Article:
Logan, William Edwin
No. 3943, 16th Battalion, Australian Infantry, AIF
Killed in action on Tuesday 6 February 1917 (aged 38)
No known grave
Villers-Bretonneux Memorial, France
Australian War Memorial (Panel 80)
After Lance Corporal William Edwin Logan (No. 3943) died, it was reported in the Press that he was a son of the late Sergeant Samuel Logan, RIC, Comber.
William Edwin Logan was born on 6 July 1878 in the Police Barracks, Gilford, Co Down and he was a son of Samuel and Mary Logan (nee McKee) who were married on 1 June 1876 in Gilford Presbyterian Church. Samuel Logan, an RIC constable stationed in Gilford, was a son of John Logan, a farmer. Mary McKee from Gilford was a daughter of George McKee, a farmer.
Around 1880/1881 Samuel Logan was promoted to the rank of Sergeant in the Royal Irish Constabulary and it was reported that, for a time, he was stationed in Comber. By 1883 Samuel Logan was running a grocery business in Ballyhackamore.
Samuel and Mary Logan had at least seven children:
Florence (born 1 April 1877 in the Police Barracks, Gilford)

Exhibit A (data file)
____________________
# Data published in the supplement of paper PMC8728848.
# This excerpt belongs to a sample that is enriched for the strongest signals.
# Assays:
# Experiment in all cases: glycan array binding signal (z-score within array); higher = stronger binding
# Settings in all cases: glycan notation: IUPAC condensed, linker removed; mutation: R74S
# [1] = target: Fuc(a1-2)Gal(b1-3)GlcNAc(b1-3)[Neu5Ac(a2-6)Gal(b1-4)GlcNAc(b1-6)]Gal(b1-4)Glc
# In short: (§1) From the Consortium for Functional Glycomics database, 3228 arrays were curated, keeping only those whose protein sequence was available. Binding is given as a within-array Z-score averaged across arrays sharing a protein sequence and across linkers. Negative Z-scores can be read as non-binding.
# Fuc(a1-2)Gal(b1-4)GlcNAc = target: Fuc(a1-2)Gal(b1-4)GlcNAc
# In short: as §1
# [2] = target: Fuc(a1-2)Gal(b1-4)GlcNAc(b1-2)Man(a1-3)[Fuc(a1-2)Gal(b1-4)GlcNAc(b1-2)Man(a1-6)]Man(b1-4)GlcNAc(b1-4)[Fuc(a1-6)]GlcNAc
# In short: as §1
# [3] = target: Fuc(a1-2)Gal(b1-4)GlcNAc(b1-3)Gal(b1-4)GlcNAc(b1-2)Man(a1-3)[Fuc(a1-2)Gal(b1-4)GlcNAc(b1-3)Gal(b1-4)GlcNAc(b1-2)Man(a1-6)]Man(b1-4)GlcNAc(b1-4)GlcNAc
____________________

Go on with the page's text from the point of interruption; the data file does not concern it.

William Edwin (born 6 July 1878 in the Police Barracks, Gilford)
George Stanley (born 22 December 1879 in the Police Barracks, Ballybough, Dublin; died of atrophy 28 July 1880 aged seven months)
Mary (born 8 July 1881 in the Police Barracks, Ballybough, Dublin)
Beatrice (born 1 January 1883 in Ballyhackamore)
Ellenor Kent (born 20 April 1884 in Ballyhackamore)
Herbert McKee (born 31 August 1885 in Ballyhackamore; died of marasmus on 1 February 1886 aged 5 months at his grandparent’s home in Skilganaban, County Antrim)
Their mother Mary died of phthisis on 17 January 1886 (aged 38).
Their father Samuel died of an effusion on the brain on 9 May 1889 (aged 53) and, after that, John Logan of Dunturky, County Antrim became guardian of his minor and infant grandchildren.
William Edwin Logan moved to Australia and, prior to the outbreak of the Great War, he worked as a butcher.
William Edwin Logan enlisted in Perth, Western Australia on 24 August 1915 and it was noted in his attestation papers that he was 5 feet 6¼ inches tall with a fresh complexion, blue eyes and fair hair. He left for Europe from Freemantle on board the Ajana and in October 1916 he was promoted in the field to the rank of Lance Corporal.
Lance Corporal William Edwin Logan (No. 3943) was killed in action by an exploding shell at Gueudecourt on 6 February 1917. It was reported that his death was instantaneous and that he was buried by his comrades in the trench where he fell. When Lance Corporal Logan died he was unmarried, both of his parents had died and he had no brothers still living. Mrs Florence Porter, his eldest sister, then living in Canada, was his next-of-kin and she received his medals.
Lance Corporal William Edwin Logan has no known grave and he is commemorated on the Australian War Memorial and on the Villers-Bretonneux Memorial in France.